In the last few years, seismologists have detected different types of slip behaviour along active faults, from those that creep along steadily at rates of a few millimetres per year to those that fail catastrophically in earthquakes. In between there are other types of slip behaviour seen in seismological signals (such as seismic waves) from the deeper parts of fault zones like the San Andreas fault and the Alpine fault in New Zealand. Understanding the basic controls of this rich variety in fault slip behaviour is one of the key goals of modern earthquake science. Geologists studying exhumed fault zones have also long recognised that fault zone structure in the crust is very complex and highly dependent on factors like the type of host rock, level of exhumation, availability of fluids and so on. A future goal for geologists like me is trying to understand whether different types of fault slip behaviour recognised in modern-day seismic signals are preserved in the structure of fault zones in some way.

Is digital mapping an essential tool for the modern-day structural geologist? How does it help?

As in most branches of science, digital technologies are now increasingly used for geological mapping purposes, although a majority of universities still favour the traditional pen-and-paper approach to training students in geological mapping. In many mapping situations – ranging from reconnaissance-scale mapping to detailed surface topography measurements – there are a number of benefits to a digital approach, the main one being that field data are automatically located using GPS or laser-based technology. This opens up a range of possibilities to map and study 3D structures that would be difficult and time-consuming, if not impossible, using more traditional approaches.

I certainly think that digital technologies will play an increasingly important role in geological mapping and research in the future, and the technology will inevitably become more fit-for-purpose and affordable. I recently taught a short workshop on digital mapping to a group of 4th year students in Otago; after a few days they were all quite confident using handheld computers and GPS devices to map, and I think they were impressed by the ease with which the digital data could be analysed to better understand the inherent complexities of geological structure.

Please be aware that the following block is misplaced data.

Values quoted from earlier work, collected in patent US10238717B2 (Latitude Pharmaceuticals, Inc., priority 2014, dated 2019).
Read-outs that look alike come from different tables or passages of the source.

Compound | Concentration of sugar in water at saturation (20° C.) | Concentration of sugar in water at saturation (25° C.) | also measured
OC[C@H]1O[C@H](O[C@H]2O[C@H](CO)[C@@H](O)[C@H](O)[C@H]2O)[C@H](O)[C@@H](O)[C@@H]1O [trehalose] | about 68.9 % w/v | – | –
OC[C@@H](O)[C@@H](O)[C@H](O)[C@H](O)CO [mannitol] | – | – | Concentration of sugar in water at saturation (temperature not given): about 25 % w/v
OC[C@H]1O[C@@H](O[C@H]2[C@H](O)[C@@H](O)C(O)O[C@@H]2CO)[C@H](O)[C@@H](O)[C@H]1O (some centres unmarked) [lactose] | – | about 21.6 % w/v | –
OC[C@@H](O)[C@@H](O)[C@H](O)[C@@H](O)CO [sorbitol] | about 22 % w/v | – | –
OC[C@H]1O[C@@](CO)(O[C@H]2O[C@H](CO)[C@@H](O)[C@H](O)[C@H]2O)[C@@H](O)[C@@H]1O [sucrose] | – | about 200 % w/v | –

Finally, will you be working on faults in the future or moving on to pastures new?

I think there are a lot of important research problems to tackle in fault zones, so it’s likely I’ll continue working on faults in a broad sense in the future. The devastating Tohoku-oki earthquake and tsunami in Japan in 2011 highlighted that our understanding of fault zones is far from complete. My post-doc experience has convinced me that integrating field and experimental work is a promising way to understand fault zone processes. At the moment I’m particularly interested in the very-small scale frictional processes that occur on fault surfaces during earthquakes, and I’m currently using some of the analytical equipment here in Otago to study experimental samples that were deformed under earthquake-like conditions.

If you’d like to suggest a scientist for an interview, please contact Sara Mynott.

People power

2 Apr

Seismic monitoring is critical in earthquake-prone areas such as Nepal, but limited resources mean limited monitoring. EGU Science Journalism Fellowship awardee Kate Ravilious reports back on how scientists are using social media to fill the gap. 

Data gathering needn’t always involve expensive instruments or exotic fieldtrips. Here in resource strapped Nepal, seismologists are tapping into the power of local people to collect information that could ultimately save many lives.

In places like California and Japan shake-maps, as they are known, are commonplace. Houses built on thick layers of sediment will be rattled much more than houses situated on granite bedrock for example. Detailed knowledge of local geology, plus dense arrays of instruments enable geologists to accurately predict which areas are going to wobble most when an earthquake arrives. This information ensures that funding can be targeted and spent in the areas which need it most. But here in Nepal the network of instruments is sparse and without these shake-maps it is very hard to know how best to spend the very limited funds and increase earthquake resilience in this earthquake-prone land.

The view over Kathmandu. (Credit: Katie Oven, Durham University/Earthquakes Without Frontiers).

Last week I visited Nepal’s National Seismological Centre in Kathmandu. Lok Bijaya Adhikari took me to see their accelerometer – an instrument that measures the acceleration produced by an earthquake and tells you literally how much the ground moved. I enjoyed making my own very mini earthquake by jumping up and down, and watching the light come on, registering that the ground had moved. Countries that can afford a good network of accelerometers can use the data gathered during small earthquakes to assess which parts of a city shake most. But Nepal has just seven accelerometers to cover the entire country – not nearly enough to gather the local detail required to produce a shake map.